Katie and Wil Brady.

Katie and Wil Brady. Photo courtesy of the Katie and Wil Brady Memorial Foundation (Photo courtesy of the Katie and Wil Brady Memorial Foundation / Baltimore Sun / November 17, 2008)

Five years ago, Steve Brady says, he was handed a "pile of trash" when a head-on collision in Harford County killed his 31-year-old wife, Katie, and their 8-year-old son, Wil.

"It's what I do with that pile of trash at this point," he said. "I can just let it sit there, or move on with it."

One way he's moved on took the spotlight Saturday morning as Brady and his son Ian, 7, cut the ribbon on a trail extension built in memory of their loved ones at Marshy Point Nature Center in Middle River.

The Brady trail, mostly a 10-foot-wide asphalt path and some boardwalk, adds about a half-mile to the nature center's miles of trails. From one bank of Dundee Creek, it wends through woodland filled with oak, maple and sweetgum trees before passing freshwater wetlands and meadow.

The official opening came on a crisp and breezy morning, with bronze leaves glowing in the bright sunshine and a bald eagle soaring overhead.

The ribbon-cutting followed a 5K walk/run that attracted hundreds. And it marked the culmination of efforts by the Katie and Wil Brady Memorial Foundation that raised $107,000 of the project's $205,000 cost.

The nature center, on tributaries leading to the Chesapeake Bay, has a personal connection for the Bradys because the family used to visit from their Perry Hall home. Soon a plaque will bear the names of Katie and Wil, along with background information. Steve Brady says it will serve a broader purpose beyond honoring his wife and son.

"People who have no idea about the story can come here, get out and enjoy the outdoors with their family," he said. "That is what we wanted all along: a place for reflection and just feeling good about life."

All four members of the Brady family were headed to a Scout camping trip on the evening of Nov. 7, 2008, when the accident occurred on the Bel Air Bypass. Ian, then 2, emerged largely unscathed, while Steve Brady got "pretty banged up."

The driver of the Jeep Cherokee that struck the Brady family's Saturn minivan pleaded guilty to two counts of vehicular manslaughter.

The accident spurred safety improvements. The State Highway Administration put in center-line rumble strips and began requiring headlight use along the road. Last year the agency finished a $1.8 million project to install a center-line guardrail in the two-lane section of the bypass.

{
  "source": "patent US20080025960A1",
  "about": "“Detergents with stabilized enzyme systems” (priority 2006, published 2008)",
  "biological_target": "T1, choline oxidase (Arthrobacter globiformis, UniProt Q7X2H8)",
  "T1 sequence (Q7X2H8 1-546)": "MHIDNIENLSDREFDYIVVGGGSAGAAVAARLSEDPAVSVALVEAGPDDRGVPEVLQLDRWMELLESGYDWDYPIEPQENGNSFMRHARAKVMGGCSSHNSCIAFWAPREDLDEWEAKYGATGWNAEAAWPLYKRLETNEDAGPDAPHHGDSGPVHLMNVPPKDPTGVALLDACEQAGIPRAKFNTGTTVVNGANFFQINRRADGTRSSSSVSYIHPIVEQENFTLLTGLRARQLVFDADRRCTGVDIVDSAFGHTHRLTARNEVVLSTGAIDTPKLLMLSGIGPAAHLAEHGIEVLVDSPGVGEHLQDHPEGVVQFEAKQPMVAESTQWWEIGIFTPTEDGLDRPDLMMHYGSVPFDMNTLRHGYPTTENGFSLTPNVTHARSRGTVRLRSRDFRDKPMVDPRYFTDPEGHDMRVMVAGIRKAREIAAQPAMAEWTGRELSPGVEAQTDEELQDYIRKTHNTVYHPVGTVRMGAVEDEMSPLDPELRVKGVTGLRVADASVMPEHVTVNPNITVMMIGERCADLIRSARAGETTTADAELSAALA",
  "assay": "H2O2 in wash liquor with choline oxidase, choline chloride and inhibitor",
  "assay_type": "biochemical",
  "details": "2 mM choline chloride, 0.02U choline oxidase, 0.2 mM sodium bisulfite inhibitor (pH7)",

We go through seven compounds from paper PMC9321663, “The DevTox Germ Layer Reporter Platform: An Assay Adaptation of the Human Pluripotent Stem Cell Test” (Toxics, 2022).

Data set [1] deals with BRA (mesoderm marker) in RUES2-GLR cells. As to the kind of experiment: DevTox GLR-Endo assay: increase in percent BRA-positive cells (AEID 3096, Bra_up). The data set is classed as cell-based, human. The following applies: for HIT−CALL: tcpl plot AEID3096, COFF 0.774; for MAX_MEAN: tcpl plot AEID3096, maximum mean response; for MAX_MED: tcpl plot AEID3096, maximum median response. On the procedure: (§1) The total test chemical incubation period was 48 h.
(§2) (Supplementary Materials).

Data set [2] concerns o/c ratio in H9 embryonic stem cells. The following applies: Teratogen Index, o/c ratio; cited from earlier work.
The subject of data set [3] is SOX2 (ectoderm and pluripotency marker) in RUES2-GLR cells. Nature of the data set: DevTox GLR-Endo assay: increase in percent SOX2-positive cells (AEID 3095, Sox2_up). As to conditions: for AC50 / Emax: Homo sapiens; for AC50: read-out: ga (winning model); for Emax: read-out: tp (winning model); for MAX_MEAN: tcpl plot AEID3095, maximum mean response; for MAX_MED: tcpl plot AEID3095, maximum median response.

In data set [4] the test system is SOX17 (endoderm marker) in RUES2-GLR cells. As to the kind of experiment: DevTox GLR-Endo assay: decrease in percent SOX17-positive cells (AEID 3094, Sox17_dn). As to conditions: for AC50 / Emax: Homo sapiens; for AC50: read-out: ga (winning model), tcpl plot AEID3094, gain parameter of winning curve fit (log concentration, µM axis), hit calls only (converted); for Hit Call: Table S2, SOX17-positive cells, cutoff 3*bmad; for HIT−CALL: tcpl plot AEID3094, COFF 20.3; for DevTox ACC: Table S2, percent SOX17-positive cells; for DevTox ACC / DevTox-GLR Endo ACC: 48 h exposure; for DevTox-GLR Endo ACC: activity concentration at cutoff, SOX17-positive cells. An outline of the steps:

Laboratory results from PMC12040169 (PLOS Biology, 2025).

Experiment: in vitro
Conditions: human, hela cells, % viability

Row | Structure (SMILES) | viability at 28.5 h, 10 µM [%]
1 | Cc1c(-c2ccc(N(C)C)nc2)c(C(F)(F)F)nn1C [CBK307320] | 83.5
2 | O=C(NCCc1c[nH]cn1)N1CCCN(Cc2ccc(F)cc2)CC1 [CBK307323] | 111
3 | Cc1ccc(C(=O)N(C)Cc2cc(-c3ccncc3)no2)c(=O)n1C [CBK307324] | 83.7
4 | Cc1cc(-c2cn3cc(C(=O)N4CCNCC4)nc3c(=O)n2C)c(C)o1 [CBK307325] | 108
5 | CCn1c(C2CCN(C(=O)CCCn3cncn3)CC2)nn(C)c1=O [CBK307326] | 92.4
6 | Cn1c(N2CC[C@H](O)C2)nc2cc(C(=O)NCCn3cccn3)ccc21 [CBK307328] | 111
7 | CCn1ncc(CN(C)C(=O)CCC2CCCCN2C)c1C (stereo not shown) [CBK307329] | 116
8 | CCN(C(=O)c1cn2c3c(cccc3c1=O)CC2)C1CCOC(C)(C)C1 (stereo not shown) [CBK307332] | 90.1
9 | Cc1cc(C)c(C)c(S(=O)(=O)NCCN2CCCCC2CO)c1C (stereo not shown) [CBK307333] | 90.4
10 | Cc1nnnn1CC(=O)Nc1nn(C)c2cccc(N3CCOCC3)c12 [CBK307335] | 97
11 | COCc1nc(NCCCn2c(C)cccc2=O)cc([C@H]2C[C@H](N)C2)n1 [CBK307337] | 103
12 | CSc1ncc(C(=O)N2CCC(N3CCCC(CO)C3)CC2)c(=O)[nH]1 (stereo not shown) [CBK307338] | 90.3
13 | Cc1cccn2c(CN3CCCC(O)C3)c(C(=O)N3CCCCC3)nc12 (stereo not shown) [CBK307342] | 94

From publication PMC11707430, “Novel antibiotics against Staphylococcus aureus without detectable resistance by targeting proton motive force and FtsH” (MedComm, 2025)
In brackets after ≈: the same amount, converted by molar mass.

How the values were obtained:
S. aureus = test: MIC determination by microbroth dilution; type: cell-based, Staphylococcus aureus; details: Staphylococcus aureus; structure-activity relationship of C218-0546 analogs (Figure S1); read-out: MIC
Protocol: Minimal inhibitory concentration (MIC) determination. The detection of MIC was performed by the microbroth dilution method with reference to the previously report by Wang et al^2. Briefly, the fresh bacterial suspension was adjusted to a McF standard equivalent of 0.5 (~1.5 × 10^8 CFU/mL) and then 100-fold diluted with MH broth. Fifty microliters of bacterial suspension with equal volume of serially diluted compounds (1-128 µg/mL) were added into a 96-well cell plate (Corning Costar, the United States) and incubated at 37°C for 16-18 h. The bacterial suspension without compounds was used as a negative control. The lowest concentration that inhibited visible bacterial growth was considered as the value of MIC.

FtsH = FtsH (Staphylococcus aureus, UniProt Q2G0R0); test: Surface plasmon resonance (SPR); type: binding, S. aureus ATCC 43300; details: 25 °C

After the crash, donations poured in for the family. Steve Brady says they soon decided "to give it all back in some way."

The family formed the foundation, which annually adopts two animals of Ian's choosing at the Maryland Zoo in Baltimore. It has supported a sea turtle rescue center in North Carolina, where the family vacationed. And it raised funds for the new trail, with two companies donating more than $50,000 in engineering, environmental and design work.

At Marshy Point on Saturday, teal-and-white balloons decorated the start of the trail extension. The teal was chosen because it came close to the signature light-blue of jeweler Tiffany & Co., which Katie had a fondness for, said her sister, Kerry Stevens. Blue was Wil's favorite color.

Another sister, Kelly Lane, emceed the ribbon-cutting, which drew dozens of friends, family members, county officials and 5K participants. As some of those assembled cried, she read aloud some thoughts that had been shared by others about Katie and Wil.

Wil, short for Wilson, was recalled as a happy boy with a goofy streak and a nice way with little kids. He loved soccer, swimming, the beach, his backyard treehouse, trains, Legos and Wii. Katie had an "anything is possible" attitude. She was carefree, "her hair flying in the wind." She was also a devoted volunteer who chaperoned field trips and planned parties.

When it came time to cut the ribbon, Ian did the honors with help from his father. "It's really nice," Ian said afterward. "I am sad that my mom and brother died, but I liked cutting the ribbon."

Lane said of the trail's opening: "It's nice to know something good can come out of a tragedy and to be able to open this up to so many kids — Katie was all about that."

scalvert@baltsun.com